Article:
Three more short must-read essays
As Pope Francis ended his trip to South America—during which he had made some memorable statements on economic affairs—Samuel Gregg observed that the Pope’s rhetoric had a familiar ring; it was uncomfortably close to that of some notable Latin American demagogues, including the late Hugo Chavez of Venezuela and the notorious Juan Peron of Argentina. Gregg fears that the Pontiff has absorbed much of the confused economic thought of those political leaders, without reflecting much on it and considering the disastrous consequences. It may be a relief to Gregg and others (myself included) that the Holy Father has now promised to take a closer look at the economic theories he espouses, and those he has criticized.
Dr. Richard Cross, a sometime contributor to this site, takes his own critical look at the notion that the Church could show “mercy” by easing the plight of divorced Catholics. A practicing psychologist, Cross has seen, all too often, how children pay the price for their parents’ divorces. Show mercy to those children, he argues, by strengthening the bonds of marriage.
And Alastair Roberts, in unusually clear and cogent little essay, explains how things fall apart when the link between sex and procreation is broken, and society begins to assume that “responsible” sexual activity will usually be sterile:
- There’s no longer an obvious basis for distinguishing between the preferred activities of heterosexuals and homosexuals.
- The begetting of children is pulled out of the context of marriage; having children is viewed as a couple’s deliberate choice rather than a natural consequence of their love.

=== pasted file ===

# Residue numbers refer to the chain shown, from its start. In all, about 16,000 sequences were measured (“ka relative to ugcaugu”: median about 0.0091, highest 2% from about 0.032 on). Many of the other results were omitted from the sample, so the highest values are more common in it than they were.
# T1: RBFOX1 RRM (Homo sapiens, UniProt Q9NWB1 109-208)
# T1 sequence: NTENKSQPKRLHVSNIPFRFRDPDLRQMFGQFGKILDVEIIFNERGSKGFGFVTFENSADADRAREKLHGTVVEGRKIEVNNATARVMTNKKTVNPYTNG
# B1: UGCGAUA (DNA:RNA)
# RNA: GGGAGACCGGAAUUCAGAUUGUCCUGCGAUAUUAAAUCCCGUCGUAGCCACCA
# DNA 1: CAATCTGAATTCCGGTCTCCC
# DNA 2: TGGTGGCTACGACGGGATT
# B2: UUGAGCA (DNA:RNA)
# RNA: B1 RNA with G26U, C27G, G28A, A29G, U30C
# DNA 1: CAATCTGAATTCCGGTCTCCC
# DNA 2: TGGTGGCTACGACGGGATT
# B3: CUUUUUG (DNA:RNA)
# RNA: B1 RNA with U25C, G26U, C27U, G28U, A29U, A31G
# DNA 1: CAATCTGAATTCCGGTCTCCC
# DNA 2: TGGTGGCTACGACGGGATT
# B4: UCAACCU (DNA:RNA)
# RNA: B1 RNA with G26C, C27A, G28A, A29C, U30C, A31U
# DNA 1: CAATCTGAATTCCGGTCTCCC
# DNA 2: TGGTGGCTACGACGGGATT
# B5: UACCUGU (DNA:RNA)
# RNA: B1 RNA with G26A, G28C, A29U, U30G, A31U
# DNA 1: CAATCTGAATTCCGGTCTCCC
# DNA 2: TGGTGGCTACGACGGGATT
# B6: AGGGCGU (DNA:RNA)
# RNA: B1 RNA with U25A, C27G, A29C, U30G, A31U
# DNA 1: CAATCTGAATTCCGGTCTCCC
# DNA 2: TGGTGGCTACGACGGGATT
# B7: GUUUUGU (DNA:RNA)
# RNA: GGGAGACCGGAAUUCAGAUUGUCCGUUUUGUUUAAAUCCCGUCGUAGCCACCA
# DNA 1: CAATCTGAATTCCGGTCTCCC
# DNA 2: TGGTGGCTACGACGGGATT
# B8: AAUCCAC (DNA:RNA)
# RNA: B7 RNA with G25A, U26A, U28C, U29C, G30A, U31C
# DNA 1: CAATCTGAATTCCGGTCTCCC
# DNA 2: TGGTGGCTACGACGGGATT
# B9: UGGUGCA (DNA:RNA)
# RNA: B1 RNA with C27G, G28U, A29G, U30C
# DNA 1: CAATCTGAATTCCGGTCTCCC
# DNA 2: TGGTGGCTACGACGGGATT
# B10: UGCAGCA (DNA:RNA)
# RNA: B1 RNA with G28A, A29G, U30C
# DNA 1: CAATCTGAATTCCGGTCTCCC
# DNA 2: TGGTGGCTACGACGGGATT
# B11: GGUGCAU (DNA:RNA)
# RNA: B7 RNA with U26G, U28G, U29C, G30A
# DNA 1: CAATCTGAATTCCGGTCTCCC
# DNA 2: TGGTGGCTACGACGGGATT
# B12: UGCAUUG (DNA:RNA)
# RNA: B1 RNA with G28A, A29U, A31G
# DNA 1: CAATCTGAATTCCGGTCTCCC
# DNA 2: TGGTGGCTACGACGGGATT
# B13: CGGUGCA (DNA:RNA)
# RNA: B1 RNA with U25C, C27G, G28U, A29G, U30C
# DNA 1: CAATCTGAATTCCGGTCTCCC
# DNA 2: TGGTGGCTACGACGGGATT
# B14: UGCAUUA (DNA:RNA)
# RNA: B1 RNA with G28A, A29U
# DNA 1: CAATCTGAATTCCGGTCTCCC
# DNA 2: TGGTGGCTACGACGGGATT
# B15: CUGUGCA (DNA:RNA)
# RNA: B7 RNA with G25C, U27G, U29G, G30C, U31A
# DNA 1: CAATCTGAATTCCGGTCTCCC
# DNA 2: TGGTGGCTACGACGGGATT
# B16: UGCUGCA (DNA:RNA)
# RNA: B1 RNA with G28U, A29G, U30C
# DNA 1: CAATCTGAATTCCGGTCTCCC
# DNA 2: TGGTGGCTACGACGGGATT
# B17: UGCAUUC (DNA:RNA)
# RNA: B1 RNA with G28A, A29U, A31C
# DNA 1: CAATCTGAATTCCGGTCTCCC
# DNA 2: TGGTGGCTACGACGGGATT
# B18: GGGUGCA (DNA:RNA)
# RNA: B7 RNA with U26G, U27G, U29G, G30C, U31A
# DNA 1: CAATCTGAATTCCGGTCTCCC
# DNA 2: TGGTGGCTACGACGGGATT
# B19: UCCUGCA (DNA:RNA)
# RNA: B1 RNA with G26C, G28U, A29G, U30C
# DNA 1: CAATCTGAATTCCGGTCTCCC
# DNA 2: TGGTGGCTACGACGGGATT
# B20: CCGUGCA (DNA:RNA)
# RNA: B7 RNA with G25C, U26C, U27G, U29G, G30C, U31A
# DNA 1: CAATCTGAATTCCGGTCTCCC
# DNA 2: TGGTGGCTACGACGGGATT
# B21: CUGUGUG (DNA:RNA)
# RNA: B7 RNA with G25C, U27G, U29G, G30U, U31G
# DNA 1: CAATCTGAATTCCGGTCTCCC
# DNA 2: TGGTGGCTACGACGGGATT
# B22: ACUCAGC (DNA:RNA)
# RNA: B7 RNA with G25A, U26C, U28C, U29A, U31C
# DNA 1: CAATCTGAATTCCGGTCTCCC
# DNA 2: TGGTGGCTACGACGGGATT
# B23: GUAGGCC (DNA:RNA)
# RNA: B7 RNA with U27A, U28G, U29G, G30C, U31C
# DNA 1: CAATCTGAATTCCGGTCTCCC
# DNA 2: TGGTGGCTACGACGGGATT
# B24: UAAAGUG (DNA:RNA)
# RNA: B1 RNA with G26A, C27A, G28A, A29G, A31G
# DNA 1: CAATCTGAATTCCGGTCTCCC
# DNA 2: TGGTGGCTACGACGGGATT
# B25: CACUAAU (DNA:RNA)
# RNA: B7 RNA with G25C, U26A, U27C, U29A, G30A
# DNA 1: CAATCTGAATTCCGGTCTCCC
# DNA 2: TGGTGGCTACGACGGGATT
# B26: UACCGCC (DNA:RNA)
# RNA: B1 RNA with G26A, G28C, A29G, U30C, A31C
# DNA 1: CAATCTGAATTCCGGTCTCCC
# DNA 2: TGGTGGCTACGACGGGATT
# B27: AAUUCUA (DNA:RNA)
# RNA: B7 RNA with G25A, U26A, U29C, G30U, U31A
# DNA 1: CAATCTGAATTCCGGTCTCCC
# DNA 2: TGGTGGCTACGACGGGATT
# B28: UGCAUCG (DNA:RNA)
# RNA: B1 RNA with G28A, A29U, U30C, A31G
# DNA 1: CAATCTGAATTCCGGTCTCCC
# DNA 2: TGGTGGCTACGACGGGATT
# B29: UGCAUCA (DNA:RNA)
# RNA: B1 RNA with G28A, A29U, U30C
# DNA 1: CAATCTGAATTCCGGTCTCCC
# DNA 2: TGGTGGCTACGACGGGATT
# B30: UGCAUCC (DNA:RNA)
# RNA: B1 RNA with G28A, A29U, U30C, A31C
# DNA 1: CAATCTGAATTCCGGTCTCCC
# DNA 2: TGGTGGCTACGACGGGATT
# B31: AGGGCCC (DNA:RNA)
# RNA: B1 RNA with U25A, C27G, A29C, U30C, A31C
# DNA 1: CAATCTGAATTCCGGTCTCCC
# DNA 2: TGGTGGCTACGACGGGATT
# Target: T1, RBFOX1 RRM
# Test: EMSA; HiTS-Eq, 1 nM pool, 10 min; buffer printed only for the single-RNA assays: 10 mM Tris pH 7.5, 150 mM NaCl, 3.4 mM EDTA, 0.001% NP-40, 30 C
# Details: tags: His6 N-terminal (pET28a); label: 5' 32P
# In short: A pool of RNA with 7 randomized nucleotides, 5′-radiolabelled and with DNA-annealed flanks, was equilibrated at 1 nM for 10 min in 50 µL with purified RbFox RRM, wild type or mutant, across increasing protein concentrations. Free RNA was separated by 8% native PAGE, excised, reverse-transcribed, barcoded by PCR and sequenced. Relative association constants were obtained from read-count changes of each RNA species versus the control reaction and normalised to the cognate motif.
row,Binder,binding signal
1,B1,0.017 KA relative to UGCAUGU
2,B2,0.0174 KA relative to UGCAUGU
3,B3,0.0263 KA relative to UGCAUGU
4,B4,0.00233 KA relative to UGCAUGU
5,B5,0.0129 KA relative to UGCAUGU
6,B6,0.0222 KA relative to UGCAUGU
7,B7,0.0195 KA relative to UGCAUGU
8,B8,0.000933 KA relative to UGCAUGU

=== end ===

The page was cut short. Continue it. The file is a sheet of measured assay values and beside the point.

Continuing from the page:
- The distinctive roles of man and woman are blurred, and the female gift of fertility is underappreciated, so that “feminism” comes to mean something unrelated to—even hostile to—that gift.
- Since children are not regarded as a natural consequence of marital union, that union comes to be seen as a contract between adults, who can do what they want. Even when there are children involved, the wishes of the adults take precedence, to the detriment of those children.
- And because the home is not viewed as the primary focus of productive activity, everyone is encouraged to get out into the labor force, to do the “real” work of building up a consumer society.
This fascinating essay makes a nice complement to the Pope’s critique of liberal capitalism. Because his focus is on marriage, sexuality, and family life, Roberts recognizes something crucial about a society that devalues human sexuality:
The values of liberal capitalism pose an immense threat to marriage as an institution, to the ordering of marriage around ends that exceed those of individual couples and to the ordering of marriage around duties rather than merely choices.
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Posted by: Randal Mandock -
Jul. 15, 2015 10:40 PM ET USA
Richard Cross' argument holds doubly for the case of homosexual "marriage." In this case, the true mother, father, or both are merely biological facilitators of the birth of the child, after which the state/court will determine which homosexual couple will take charge of their wellbeing and upbringing. The psychological toll on the child once the truth becomes known will become evident in the near future, now that the disordered union has become the model. What will happen to the suicide rate?
Posted by: koinonia -
Jul. 13, 2015 10:23 PM ET USA
Reality often demands of honesty disconcerting resolution, hence relief can be indicative of resolute honesty up front. In 2013, Bishop Fellay said: "He (Francis) is a pope of the praxis: what counts for him is action,... That is why when he speaks of doctrine he is vague, very vague. There is no longer a coherency between doctrine and action. There is a little bit of everything in his sermons. What counts for him is action, is the person." Devoid of truth? The news you report is a relief.